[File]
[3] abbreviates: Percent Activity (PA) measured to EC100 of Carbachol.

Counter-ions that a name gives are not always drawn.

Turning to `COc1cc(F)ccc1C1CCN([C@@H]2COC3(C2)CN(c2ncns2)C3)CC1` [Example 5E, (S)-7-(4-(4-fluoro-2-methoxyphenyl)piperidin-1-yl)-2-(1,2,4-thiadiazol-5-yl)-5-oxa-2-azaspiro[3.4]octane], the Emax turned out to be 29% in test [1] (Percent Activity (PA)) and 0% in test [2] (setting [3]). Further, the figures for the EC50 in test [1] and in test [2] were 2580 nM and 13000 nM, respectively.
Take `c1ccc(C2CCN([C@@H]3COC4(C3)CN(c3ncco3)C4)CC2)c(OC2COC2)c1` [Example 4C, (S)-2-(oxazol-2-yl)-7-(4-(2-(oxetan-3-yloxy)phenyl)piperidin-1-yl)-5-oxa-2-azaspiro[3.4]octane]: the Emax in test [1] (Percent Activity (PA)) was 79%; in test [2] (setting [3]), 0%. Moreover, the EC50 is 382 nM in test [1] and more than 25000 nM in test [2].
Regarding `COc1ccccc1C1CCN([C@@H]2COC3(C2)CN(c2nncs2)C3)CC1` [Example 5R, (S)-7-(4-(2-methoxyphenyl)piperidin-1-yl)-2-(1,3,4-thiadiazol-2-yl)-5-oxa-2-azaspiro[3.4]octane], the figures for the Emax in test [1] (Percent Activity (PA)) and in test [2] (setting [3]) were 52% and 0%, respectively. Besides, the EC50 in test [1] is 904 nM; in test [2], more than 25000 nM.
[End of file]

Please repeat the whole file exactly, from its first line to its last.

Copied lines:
[3] abbreviates: Percent Activity (PA) measured to EC100 of Carbachol.

Counter-ions that a name gives are not always drawn.

Turning to `COc1cc(F)ccc1C1CCN([C@@H]2COC3(C2)CN(c2ncns2)C3)CC1` [Example 5E, (S)-7-(4-(4-fluoro-2-methoxyphenyl)piperidin-1-yl)-2-(1,2,4-thiadiazol-5-yl)-5-oxa-2-azaspiro[3.4]octane], the Emax turned out to be 29% in test [1] (Percent Activity (PA)) and 0% in test [2] (setting [3]). Further, the figures for the EC50 in test [1] and in test [2] were 2580 nM and 13000 nM, respectively.
Take `c1ccc(C2CCN([C@@H]3COC4(C3)CN(c3ncco3)C4)CC2)c(OC2COC2)c1` [Example 4C, (S)-2-(oxazol-2-yl)-7-(4-(2-(oxetan-3-yloxy)phenyl)piperidin-1-yl)-5-oxa-2-azaspiro[3.4]octane]: the Emax in test [1] (Percent Activity (PA)) was 79%; in test [2] (setting [3]), 0%. Moreover, the EC50 is 382 nM in test [1] and more than 25000 nM in test [2].
Regarding `COc1ccccc1C1CCN([C@@H]2COC3(C2)CN(c2nncs2)C3)CC1` [Example 5R, (S)-7-(4-(2-methoxyphenyl)piperidin-1-yl)-2-(1,3,4-thiadiazol-2-yl)-5-oxa-2-azaspiro[3.4]octane], the figures for the Emax in test [1] (Percent Activity (PA)) and in test [2] (setting [3]) were 52% and 0%, respectively. Besides, the EC50 in test [1] is 904 nM; in test [2], more than 25000 nM.